The Family Forest Fish Passage Program (FFFPP) is a DNR program targeted specifically to small forest landowners. The program helps landowners eliminate structures (improperly installed road culverts, for example) that prevent fish from moving freely through the stream or reaching spawning grounds. FFFPP was introduced in 2003, and has since helped more than 200 small forest landowners correct 343 barriers, reconnecting over 760 miles of stream fish habitat.

Any small forest landowner is eligible to enroll in the program and apply to have their land evaluated. Once landowners are accepted into the program, they are relieved of the responsibility to fix the barrier and will remain on the list until the state is able to fund and complete the repairs.

This video shows landowners who have used the program, explains the benefits of participating in FFFPP and how to apply.

For more information, contact Laurie Cox via email (laurie.cox@dnr.wa.gov) or phone (360-902-1404).

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Beetle invasions put forests at risk of wildfire

March 16, 2015

A healthy forest is a top priority in preventing wildfire, and insects are one of the things that can threaten the health of a tree. Bark beetles, such as the mountain pine beetle, feed on the inner bark of many types of pine trees, which can cause the trees to die. Although the beetles normally play an important role by attacking older or weakened trees to allow more room for younger trees to grow, the combination of warmer winters, densely packed forest stands and poor forest health conditions, such as seen across eastern Washington, puts entire forests at greater risk of destructive wildfire.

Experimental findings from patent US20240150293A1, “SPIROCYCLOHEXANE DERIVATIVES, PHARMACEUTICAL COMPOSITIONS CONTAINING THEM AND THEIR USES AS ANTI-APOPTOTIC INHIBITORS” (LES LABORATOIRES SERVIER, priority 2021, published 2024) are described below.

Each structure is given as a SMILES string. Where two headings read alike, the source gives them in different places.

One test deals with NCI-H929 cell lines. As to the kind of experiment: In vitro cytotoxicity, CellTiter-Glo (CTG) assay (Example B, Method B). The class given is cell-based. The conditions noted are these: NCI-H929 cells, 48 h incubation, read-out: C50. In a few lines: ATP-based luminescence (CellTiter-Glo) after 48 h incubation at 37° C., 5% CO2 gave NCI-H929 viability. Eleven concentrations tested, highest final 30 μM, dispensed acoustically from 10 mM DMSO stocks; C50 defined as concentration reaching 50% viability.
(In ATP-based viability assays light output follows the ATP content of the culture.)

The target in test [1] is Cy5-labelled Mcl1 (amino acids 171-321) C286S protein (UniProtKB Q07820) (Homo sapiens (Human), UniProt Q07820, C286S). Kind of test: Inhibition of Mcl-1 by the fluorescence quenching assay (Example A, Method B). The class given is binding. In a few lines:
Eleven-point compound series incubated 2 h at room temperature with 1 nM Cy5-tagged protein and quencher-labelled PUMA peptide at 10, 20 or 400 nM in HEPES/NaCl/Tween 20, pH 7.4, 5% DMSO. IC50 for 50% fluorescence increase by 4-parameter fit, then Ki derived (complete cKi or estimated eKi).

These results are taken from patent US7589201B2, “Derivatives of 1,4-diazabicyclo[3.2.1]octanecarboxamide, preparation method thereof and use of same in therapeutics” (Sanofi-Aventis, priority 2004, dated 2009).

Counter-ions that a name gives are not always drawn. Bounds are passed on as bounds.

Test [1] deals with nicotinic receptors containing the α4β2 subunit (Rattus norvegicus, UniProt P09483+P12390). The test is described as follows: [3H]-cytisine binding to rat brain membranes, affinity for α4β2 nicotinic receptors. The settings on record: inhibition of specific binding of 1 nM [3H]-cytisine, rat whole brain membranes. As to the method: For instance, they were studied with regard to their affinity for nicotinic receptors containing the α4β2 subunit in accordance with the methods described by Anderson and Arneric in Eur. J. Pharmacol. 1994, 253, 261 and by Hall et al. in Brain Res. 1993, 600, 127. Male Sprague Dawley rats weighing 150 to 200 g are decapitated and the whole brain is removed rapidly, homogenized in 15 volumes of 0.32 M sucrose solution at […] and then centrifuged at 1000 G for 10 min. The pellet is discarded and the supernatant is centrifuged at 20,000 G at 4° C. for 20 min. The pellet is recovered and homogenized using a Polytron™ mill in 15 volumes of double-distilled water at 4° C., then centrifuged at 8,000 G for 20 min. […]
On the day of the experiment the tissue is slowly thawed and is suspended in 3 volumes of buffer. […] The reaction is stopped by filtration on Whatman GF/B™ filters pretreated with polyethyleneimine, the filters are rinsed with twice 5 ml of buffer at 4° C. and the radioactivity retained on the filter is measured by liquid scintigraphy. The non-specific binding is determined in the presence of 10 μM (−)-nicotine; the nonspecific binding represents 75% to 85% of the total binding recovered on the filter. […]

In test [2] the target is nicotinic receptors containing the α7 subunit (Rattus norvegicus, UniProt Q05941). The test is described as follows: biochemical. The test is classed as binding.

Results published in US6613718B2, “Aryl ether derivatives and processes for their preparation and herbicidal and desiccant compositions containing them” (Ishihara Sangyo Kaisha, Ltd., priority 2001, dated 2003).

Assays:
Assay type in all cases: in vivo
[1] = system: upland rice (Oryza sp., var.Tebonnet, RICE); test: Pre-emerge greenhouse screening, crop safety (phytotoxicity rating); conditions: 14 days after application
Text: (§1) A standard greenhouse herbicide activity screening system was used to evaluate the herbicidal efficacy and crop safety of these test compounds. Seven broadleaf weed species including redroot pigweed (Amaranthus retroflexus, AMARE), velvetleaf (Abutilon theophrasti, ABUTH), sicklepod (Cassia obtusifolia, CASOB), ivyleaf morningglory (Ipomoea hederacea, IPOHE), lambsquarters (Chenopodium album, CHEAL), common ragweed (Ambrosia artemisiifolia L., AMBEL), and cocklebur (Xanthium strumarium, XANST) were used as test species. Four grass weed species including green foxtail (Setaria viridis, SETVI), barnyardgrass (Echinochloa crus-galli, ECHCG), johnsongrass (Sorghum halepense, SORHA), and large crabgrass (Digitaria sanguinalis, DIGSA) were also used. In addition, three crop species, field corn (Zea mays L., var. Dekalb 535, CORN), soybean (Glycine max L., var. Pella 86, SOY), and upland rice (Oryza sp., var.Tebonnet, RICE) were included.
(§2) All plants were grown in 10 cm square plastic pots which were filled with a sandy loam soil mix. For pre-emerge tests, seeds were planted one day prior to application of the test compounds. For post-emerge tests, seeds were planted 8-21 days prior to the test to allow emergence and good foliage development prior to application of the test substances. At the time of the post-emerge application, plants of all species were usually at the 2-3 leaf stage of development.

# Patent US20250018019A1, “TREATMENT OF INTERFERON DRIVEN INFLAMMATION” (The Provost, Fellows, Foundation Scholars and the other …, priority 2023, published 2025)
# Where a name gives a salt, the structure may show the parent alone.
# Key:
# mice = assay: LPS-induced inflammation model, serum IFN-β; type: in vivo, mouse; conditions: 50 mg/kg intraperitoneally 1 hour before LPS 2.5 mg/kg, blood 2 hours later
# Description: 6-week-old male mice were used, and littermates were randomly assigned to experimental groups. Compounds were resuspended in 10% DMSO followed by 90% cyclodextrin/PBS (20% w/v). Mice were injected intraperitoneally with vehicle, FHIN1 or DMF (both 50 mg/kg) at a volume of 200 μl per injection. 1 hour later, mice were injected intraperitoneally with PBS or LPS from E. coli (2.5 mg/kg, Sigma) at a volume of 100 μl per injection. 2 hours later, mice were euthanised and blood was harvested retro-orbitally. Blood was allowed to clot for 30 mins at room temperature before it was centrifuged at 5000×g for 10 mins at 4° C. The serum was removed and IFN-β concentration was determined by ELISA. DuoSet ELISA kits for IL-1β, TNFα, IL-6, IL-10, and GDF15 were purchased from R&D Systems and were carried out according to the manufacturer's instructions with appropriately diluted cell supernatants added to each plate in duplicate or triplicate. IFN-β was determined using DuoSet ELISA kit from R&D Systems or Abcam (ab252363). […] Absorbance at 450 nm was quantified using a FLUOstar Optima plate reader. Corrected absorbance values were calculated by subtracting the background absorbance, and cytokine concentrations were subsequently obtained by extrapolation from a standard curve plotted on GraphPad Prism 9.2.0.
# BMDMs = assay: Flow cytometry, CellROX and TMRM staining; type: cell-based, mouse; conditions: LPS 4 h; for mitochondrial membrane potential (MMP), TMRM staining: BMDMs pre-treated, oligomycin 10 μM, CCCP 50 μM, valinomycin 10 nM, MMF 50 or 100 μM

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Learn about the health of Washington’s forests near you

March 14, 2015
Forest Health Highlights is a report on insect and disease activity in Washington's forests.

Forest Health Highlights is a report on insect and disease activity in Washington’s forests.

Each year, all forested acres in Washington are surveyed from the air to track recent tree damage. That’s 22.4 million acres of forestland, which you can see in this three-minute video taken from 2011.

These aerial surveys are used to report the location and intensity of damage by forest insects, diseases, and other disturbances. See the results for yourself in our latest Forest Health Highlights report.